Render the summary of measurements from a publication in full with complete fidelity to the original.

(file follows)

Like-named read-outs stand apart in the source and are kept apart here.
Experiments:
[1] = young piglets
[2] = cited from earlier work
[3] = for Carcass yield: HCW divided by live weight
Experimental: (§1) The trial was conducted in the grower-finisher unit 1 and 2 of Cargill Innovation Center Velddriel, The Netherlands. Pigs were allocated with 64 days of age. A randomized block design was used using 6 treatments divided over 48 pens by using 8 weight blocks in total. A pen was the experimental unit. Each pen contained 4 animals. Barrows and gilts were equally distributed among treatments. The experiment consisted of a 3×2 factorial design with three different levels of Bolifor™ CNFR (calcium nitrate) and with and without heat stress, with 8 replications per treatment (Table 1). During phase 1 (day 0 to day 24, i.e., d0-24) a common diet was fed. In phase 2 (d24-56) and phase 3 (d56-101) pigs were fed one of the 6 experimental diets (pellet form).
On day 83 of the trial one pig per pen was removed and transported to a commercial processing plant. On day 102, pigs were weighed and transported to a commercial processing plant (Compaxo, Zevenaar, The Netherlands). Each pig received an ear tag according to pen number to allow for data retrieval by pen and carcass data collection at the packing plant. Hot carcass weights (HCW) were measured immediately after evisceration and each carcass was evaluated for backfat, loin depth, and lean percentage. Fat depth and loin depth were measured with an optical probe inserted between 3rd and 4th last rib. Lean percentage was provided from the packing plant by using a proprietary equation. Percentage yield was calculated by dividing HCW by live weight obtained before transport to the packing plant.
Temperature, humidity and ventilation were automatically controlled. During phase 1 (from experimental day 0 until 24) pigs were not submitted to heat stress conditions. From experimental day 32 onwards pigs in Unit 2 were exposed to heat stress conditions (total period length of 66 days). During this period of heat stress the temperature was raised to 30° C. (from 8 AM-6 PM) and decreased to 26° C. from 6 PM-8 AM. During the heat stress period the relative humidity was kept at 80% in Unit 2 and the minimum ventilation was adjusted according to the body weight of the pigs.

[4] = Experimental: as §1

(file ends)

Like-named read-outs stand apart in the source and are kept apart here.
Experiments:
[1] = young piglets
[2] = cited from earlier work
[3] = for Carcass yield: HCW divided by live weight
Experimental: (§1) The trial was conducted in the grower-finisher unit 1 and 2 of Cargill Innovation Center Velddriel, The Netherlands. Pigs were allocated with 64 days of age. A randomized block design was used using 6 treatments divided over 48 pens by using 8 weight blocks in total. A pen was the experimental unit. Each pen contained 4 animals. Barrows and gilts were equally distributed among treatments. The experiment consisted of a 3×2 factorial design with three different levels of Bolifor™ CNFR (calcium nitrate) and with and without heat stress, with 8 replications per treatment (Table 1). During phase 1 (day 0 to day 24, i.e., d0-24) a common diet was fed. In phase 2 (d24-56) and phase 3 (d56-101) pigs were fed one of the 6 experimental diets (pellet form).
On day 83 of the trial one pig per pen was removed and transported to a commercial processing plant. On day 102, pigs were weighed and transported to a commercial processing plant (Compaxo, Zevenaar, The Netherlands). Each pig received an ear tag according to pen number to allow for data retrieval by pen and carcass data collection at the packing plant. Hot carcass weights (HCW) were measured immediately after evisceration and each carcass was evaluated for backfat, loin depth, and lean percentage. Fat depth and loin depth were measured with an optical probe inserted between 3rd and 4th last rib. Lean percentage was provided from the packing plant by using a proprietary equation. Percentage yield was calculated by dividing HCW by live weight obtained before transport to the packing plant.
Temperature, humidity and ventilation were automatically controlled. During phase 1 (from experimental day 0 until 24) pigs were not submitted to heat stress conditions. From experimental day 32 onwards pigs in Unit 2 were exposed to heat stress conditions (total period length of 66 days). During this period of heat stress the temperature was raised to 30° C. (from 8 AM-6 PM) and decreased to 26° C. from 6 PM-8 AM. During the heat stress period the relative humidity was kept at 80% in Unit 2 and the minimum ventilation was adjusted according to the body weight of the pigs.

[4] = Experimental: as §1